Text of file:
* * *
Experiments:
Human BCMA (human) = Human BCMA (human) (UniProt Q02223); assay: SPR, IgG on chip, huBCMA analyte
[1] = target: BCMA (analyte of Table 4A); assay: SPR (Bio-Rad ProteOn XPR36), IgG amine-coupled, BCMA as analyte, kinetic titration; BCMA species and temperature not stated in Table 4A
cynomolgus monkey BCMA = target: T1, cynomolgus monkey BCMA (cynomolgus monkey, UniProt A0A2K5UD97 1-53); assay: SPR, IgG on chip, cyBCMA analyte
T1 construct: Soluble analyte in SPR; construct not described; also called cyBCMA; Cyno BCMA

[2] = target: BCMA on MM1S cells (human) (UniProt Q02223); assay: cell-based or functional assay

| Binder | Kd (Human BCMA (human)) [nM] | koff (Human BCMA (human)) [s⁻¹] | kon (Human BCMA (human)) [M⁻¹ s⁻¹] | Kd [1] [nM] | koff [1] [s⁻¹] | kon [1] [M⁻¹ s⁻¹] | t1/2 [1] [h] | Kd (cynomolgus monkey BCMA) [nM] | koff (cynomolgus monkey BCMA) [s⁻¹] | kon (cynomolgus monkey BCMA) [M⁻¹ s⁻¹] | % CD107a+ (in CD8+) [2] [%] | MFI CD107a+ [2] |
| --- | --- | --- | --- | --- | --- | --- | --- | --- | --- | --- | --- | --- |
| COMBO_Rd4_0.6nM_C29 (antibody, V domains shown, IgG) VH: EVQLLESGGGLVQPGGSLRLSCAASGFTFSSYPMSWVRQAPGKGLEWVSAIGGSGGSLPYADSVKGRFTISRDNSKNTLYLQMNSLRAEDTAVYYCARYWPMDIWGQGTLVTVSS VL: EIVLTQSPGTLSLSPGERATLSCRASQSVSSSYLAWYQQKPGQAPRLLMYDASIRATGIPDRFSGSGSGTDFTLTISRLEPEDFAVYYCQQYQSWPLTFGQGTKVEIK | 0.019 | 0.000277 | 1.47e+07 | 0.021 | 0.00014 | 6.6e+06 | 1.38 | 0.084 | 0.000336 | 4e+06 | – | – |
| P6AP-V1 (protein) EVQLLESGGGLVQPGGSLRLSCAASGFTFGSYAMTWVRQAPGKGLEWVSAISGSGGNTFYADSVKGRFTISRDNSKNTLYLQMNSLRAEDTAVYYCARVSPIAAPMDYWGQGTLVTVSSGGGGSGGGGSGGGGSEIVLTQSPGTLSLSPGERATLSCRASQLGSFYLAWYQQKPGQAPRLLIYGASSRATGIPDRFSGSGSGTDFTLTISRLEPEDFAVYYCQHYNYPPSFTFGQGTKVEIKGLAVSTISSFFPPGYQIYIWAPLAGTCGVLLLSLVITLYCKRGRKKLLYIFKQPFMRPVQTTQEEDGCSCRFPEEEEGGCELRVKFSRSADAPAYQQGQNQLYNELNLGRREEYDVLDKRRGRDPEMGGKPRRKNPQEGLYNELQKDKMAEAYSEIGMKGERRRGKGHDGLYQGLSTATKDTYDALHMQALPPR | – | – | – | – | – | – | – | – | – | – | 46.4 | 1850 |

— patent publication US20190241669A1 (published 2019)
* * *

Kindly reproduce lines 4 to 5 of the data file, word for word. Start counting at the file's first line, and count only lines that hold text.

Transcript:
cynomolgus monkey BCMA = target: T1, cynomolgus monkey BCMA (cynomolgus monkey, UniProt A0A2K5UD97 1-53); assay: SPR, IgG on chip, cyBCMA analyte
T1 construct: Soluble analyte in SPR; construct not described; also called cyBCMA; Cyno BCMA